Almost half a million women will be able to acquire the contraceptive pill without needing to go their GP next year.
According to NHS England, a first prescription of the pill can be obtained through a visit to a local pharmacy – without GP approval.
The move comes in an effort to free up family doctors amid ongoing record waiting times across England. It will bring England into line with the rest of the UK where similar pharmacy services are already offered.
Although no health checks are required for the mini-pill, women in England will need a standard blood pressure and weight check up from their pharmacist if they wish to go on the combined oestrogen and progestogen pill.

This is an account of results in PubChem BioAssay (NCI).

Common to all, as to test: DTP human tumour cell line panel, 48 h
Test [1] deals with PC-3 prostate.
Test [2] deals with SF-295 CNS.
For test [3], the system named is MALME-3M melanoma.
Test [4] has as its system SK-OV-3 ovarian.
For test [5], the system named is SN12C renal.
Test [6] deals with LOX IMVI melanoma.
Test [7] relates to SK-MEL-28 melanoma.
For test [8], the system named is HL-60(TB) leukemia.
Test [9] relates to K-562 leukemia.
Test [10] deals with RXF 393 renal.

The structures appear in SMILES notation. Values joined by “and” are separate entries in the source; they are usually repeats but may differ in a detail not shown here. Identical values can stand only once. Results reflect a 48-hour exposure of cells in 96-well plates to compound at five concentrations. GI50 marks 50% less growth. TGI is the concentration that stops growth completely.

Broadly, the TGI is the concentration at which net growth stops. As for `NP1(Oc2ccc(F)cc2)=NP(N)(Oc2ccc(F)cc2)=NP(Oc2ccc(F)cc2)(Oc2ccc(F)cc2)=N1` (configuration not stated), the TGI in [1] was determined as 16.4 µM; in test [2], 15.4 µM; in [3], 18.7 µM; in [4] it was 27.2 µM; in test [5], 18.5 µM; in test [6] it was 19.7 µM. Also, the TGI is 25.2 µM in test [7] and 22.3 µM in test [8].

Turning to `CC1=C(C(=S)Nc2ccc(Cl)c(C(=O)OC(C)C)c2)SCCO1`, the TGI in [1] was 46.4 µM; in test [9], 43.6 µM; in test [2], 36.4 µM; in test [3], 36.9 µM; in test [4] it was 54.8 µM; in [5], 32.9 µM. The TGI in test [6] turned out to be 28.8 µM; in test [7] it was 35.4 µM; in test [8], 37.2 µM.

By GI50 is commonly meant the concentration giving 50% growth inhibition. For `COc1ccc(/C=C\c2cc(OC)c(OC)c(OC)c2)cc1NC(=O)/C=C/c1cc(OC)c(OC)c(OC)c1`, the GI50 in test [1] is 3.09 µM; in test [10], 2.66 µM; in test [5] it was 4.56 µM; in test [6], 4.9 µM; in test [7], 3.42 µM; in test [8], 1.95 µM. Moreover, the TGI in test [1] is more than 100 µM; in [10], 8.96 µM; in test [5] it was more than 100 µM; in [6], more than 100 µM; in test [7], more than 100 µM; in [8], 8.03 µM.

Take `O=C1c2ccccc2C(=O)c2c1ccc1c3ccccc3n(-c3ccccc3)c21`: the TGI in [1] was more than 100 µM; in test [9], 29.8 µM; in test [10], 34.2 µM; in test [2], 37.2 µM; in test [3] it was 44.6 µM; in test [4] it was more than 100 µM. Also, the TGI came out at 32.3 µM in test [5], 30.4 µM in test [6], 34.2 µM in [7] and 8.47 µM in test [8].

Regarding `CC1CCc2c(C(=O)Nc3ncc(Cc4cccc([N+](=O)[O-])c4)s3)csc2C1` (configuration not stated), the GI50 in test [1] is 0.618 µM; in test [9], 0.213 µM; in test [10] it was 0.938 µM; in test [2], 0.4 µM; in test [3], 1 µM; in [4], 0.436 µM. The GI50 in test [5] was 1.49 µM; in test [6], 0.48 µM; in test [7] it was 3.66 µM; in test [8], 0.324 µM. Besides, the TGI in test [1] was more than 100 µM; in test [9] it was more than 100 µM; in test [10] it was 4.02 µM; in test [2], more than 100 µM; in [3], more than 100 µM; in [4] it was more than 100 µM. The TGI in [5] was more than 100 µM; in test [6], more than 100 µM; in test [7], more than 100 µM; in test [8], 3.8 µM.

The new health secretary, Victoria Atkins said that scheme “will free up GP appointments and make better use of the skills and expertise within community pharmacies.
“For the public, these changes will mean more options for women when making a choice about their preferred contraception, reduce the risks of people suffering heart attacks and strokes and make it easier to access medicines for common conditions.”
The move is part of a wider plan allow patients to be treated for a range of conditions at local pharmacies in England.
From February, pharmacies who have signed up to the new scheme will also be able to offer advice and treatment, including antibiotics, for seven common conditions:
- sore throat
- infected insect bites
- urinary tract infection in women